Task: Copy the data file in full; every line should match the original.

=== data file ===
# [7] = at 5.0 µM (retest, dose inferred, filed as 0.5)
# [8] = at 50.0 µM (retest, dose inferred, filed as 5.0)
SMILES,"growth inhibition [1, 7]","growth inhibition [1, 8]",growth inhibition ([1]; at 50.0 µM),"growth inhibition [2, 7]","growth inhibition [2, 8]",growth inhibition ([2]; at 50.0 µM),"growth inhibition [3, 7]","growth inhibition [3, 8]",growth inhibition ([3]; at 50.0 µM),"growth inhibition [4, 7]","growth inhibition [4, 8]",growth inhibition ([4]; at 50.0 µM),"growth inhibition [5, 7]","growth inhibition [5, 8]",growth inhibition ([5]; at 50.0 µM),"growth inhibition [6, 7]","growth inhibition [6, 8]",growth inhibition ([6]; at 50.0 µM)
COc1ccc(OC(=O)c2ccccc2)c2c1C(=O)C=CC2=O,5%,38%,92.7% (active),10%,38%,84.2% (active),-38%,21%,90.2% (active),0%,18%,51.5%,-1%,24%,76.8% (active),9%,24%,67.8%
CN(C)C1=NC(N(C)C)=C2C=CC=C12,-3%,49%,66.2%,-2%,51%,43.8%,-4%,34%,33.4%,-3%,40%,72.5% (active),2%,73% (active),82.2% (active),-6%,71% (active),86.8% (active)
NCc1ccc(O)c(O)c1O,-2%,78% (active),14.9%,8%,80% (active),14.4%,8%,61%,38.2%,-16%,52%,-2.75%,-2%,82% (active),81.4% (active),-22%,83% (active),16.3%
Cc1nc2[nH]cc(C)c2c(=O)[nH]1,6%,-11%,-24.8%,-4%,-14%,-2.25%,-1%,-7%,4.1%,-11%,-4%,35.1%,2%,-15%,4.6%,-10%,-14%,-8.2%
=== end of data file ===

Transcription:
# [7] = at 5.0 µM (retest, dose inferred, filed as 0.5)
# [8] = at 50.0 µM (retest, dose inferred, filed as 5.0)
SMILES,"growth inhibition [1, 7]","growth inhibition [1, 8]",growth inhibition ([1]; at 50.0 µM),"growth inhibition [2, 7]","growth inhibition [2, 8]",growth inhibition ([2]; at 50.0 µM),"growth inhibition [3, 7]","growth inhibition [3, 8]",growth inhibition ([3]; at 50.0 µM),"growth inhibition [4, 7]","growth inhibition [4, 8]",growth inhibition ([4]; at 50.0 µM),"growth inhibition [5, 7]","growth inhibition [5, 8]",growth inhibition ([5]; at 50.0 µM),"growth inhibition [6, 7]","growth inhibition [6, 8]",growth inhibition ([6]; at 50.0 µM)
COc1ccc(OC(=O)c2ccccc2)c2c1C(=O)C=CC2=O,5%,38%,92.7% (active),10%,38%,84.2% (active),-38%,21%,90.2% (active),0%,18%,51.5%,-1%,24%,76.8% (active),9%,24%,67.8%
CN(C)C1=NC(N(C)C)=C2C=CC=C12,-3%,49%,66.2%,-2%,51%,43.8%,-4%,34%,33.4%,-3%,40%,72.5% (active),2%,73% (active),82.2% (active),-6%,71% (active),86.8% (active)
NCc1ccc(O)c(O)c1O,-2%,78% (active),14.9%,8%,80% (active),14.4%,8%,61%,38.2%,-16%,52%,-2.75%,-2%,82% (active),81.4% (active),-22%,83% (active),16.3%
Cc1nc2[nH]cc(C)c2c(=O)[nH]1,6%,-11%,-24.8%,-4%,-14%,-2.25%,-1%,-7%,4.1%,-11%,-4%,35.1%,2%,-15%,4.6%,-10%,-14%,-8.2%